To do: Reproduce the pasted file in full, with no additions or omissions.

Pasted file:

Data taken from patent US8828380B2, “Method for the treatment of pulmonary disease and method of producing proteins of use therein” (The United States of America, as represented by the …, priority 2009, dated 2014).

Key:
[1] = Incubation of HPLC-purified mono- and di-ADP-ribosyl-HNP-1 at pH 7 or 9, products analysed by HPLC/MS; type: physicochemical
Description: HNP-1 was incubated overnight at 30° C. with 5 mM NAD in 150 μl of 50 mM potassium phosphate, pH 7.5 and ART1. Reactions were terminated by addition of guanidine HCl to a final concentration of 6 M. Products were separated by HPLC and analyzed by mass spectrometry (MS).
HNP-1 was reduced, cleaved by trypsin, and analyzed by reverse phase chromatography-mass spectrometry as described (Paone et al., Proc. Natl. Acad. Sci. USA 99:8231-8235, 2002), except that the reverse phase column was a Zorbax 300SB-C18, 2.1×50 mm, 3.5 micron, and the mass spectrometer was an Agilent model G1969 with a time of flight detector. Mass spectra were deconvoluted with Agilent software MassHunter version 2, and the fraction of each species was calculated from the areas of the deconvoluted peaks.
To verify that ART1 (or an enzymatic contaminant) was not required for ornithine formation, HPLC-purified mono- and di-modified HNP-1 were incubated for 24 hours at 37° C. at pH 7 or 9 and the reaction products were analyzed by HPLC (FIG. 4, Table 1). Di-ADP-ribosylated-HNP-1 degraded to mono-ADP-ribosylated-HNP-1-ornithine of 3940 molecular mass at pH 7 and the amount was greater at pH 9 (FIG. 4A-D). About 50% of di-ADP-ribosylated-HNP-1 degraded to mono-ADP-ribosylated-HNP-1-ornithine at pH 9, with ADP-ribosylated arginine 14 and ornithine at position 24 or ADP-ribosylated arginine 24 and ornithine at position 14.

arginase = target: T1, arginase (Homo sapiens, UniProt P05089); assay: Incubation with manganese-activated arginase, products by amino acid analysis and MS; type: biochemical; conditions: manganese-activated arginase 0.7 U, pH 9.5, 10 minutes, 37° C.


Data taken from patent US8828380B2, “Method for the treatment of pulmonary disease and method of producing proteins of use therein” (The United States of America, as represented by the …, priority 2009, dated 2014).

Key:
[1] = Incubation of HPLC-purified mono- and di-ADP-ribosyl-HNP-1 at pH 7 or 9, products analysed by HPLC/MS; type: physicochemical
Description: HNP-1 was incubated overnight at 30° C. with 5 mM NAD in 150 μl of 50 mM potassium phosphate, pH 7.5 and ART1. Reactions were terminated by addition of guanidine HCl to a final concentration of 6 M. Products were separated by HPLC and analyzed by mass spectrometry (MS).
HNP-1 was reduced, cleaved by trypsin, and analyzed by reverse phase chromatography-mass spectrometry as described (Paone et al., Proc. Natl. Acad. Sci. USA 99:8231-8235, 2002), except that the reverse phase column was a Zorbax 300SB-C18, 2.1×50 mm, 3.5 micron, and the mass spectrometer was an Agilent model G1969 with a time of flight detector. Mass spectra were deconvoluted with Agilent software MassHunter version 2, and the fraction of each species was calculated from the areas of the deconvoluted peaks.
To verify that ART1 (or an enzymatic contaminant) was not required for ornithine formation, HPLC-purified mono- and di-modified HNP-1 were incubated for 24 hours at 37° C. at pH 7 or 9 and the reaction products were analyzed by HPLC (FIG. 4, Table 1). Di-ADP-ribosylated-HNP-1 degraded to mono-ADP-ribosylated-HNP-1-ornithine of 3940 molecular mass at pH 7 and the amount was greater at pH 9 (FIG. 4A-D). About 50% of di-ADP-ribosylated-HNP-1 degraded to mono-ADP-ribosylated-HNP-1-ornithine at pH 9, with ADP-ribosylated arginine 14 and ornithine at position 24 or ADP-ribosylated arginine 24 and ornithine at position 14.

arginase = target: T1, arginase (Homo sapiens, UniProt P05089); assay: Incubation with manganese-activated arginase, products by amino acid analysis and MS; type: biochemical; conditions: manganese-activated arginase 0.7 U, pH 9.5, 10 minutes, 37° C.